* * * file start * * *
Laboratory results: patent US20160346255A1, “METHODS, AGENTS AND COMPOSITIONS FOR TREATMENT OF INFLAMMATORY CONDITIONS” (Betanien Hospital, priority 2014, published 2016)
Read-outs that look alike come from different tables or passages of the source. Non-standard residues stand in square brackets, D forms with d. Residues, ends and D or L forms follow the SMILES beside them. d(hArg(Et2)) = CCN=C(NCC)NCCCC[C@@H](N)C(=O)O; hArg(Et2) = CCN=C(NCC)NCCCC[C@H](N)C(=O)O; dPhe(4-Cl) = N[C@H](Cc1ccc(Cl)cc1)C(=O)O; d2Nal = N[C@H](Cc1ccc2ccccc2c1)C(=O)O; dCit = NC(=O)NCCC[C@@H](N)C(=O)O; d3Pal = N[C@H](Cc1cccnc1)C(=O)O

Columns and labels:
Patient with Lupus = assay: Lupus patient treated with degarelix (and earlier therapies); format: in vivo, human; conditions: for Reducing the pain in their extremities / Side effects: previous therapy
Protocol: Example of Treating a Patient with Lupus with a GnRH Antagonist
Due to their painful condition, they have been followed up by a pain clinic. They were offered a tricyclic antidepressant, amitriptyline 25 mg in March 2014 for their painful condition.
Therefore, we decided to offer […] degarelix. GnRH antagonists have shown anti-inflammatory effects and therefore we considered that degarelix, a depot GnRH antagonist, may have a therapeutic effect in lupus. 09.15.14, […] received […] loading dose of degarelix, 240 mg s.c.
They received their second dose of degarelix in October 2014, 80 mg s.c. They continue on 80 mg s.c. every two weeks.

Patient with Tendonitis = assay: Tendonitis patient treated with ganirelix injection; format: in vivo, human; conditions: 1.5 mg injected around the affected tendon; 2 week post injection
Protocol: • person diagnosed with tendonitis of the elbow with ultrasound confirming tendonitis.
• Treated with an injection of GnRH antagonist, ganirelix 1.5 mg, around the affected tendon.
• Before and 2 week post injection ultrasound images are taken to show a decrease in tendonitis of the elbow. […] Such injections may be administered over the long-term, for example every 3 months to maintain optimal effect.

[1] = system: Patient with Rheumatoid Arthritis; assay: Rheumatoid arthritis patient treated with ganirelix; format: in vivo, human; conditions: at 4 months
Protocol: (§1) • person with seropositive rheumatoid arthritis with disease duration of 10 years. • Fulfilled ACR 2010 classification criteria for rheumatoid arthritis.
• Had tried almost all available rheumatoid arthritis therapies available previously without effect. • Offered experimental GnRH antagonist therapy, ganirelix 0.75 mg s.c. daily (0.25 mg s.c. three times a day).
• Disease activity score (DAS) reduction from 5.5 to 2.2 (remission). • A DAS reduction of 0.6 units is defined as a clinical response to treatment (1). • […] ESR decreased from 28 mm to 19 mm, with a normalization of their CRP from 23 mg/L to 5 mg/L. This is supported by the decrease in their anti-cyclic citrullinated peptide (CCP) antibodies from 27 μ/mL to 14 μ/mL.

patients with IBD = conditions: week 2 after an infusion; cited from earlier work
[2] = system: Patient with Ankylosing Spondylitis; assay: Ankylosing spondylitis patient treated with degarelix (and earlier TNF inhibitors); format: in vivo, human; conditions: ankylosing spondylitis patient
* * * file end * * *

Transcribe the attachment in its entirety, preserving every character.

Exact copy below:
Laboratory results: patent US20160346255A1, “METHODS, AGENTS AND COMPOSITIONS FOR TREATMENT OF INFLAMMATORY CONDITIONS” (Betanien Hospital, priority 2014, published 2016)
Read-outs that look alike come from different tables or passages of the source. Non-standard residues stand in square brackets, D forms with d. Residues, ends and D or L forms follow the SMILES beside them. d(hArg(Et2)) = CCN=C(NCC)NCCCC[C@@H](N)C(=O)O; hArg(Et2) = CCN=C(NCC)NCCCC[C@H](N)C(=O)O; dPhe(4-Cl) = N[C@H](Cc1ccc(Cl)cc1)C(=O)O; d2Nal = N[C@H](Cc1ccc2ccccc2c1)C(=O)O; dCit = NC(=O)NCCC[C@@H](N)C(=O)O; d3Pal = N[C@H](Cc1cccnc1)C(=O)O

Columns and labels:
Patient with Lupus = assay: Lupus patient treated with degarelix (and earlier therapies); format: in vivo, human; conditions: for Reducing the pain in their extremities / Side effects: previous therapy
Protocol: Example of Treating a Patient with Lupus with a GnRH Antagonist
Due to their painful condition, they have been followed up by a pain clinic. They were offered a tricyclic antidepressant, amitriptyline 25 mg in March 2014 for their painful condition.
Therefore, we decided to offer […] degarelix. GnRH antagonists have shown anti-inflammatory effects and therefore we considered that degarelix, a depot GnRH antagonist, may have a therapeutic effect in lupus. 09.15.14, […] received […] loading dose of degarelix, 240 mg s.c.
They received their second dose of degarelix in October 2014, 80 mg s.c. They continue on 80 mg s.c. every two weeks.

Patient with Tendonitis = assay: Tendonitis patient treated with ganirelix injection; format: in vivo, human; conditions: 1.5 mg injected around the affected tendon; 2 week post injection
Protocol: • person diagnosed with tendonitis of the elbow with ultrasound confirming tendonitis.
• Treated with an injection of GnRH antagonist, ganirelix 1.5 mg, around the affected tendon.
• Before and 2 week post injection ultrasound images are taken to show a decrease in tendonitis of the elbow. […] Such injections may be administered over the long-term, for example every 3 months to maintain optimal effect.

[1] = system: Patient with Rheumatoid Arthritis; assay: Rheumatoid arthritis patient treated with ganirelix; format: in vivo, human; conditions: at 4 months
Protocol: (§1) • person with seropositive rheumatoid arthritis with disease duration of 10 years. • Fulfilled ACR 2010 classification criteria for rheumatoid arthritis.
• Had tried almost all available rheumatoid arthritis therapies available previously without effect. • Offered experimental GnRH antagonist therapy, ganirelix 0.75 mg s.c. daily (0.25 mg s.c. three times a day).
• Disease activity score (DAS) reduction from 5.5 to 2.2 (remission). • A DAS reduction of 0.6 units is defined as a clinical response to treatment (1). • […] ESR decreased from 28 mm to 19 mm, with a normalization of their CRP from 23 mg/L to 5 mg/L. This is supported by the decrease in their anti-cyclic citrullinated peptide (CCP) antibodies from 27 μ/mL to 14 μ/mL.

patients with IBD = conditions: week 2 after an infusion; cited from earlier work
[2] = system: Patient with Ankylosing Spondylitis; assay: Ankylosing spondylitis patient treated with degarelix (and earlier TNF inhibitors); format: in vivo, human; conditions: ankylosing spondylitis patient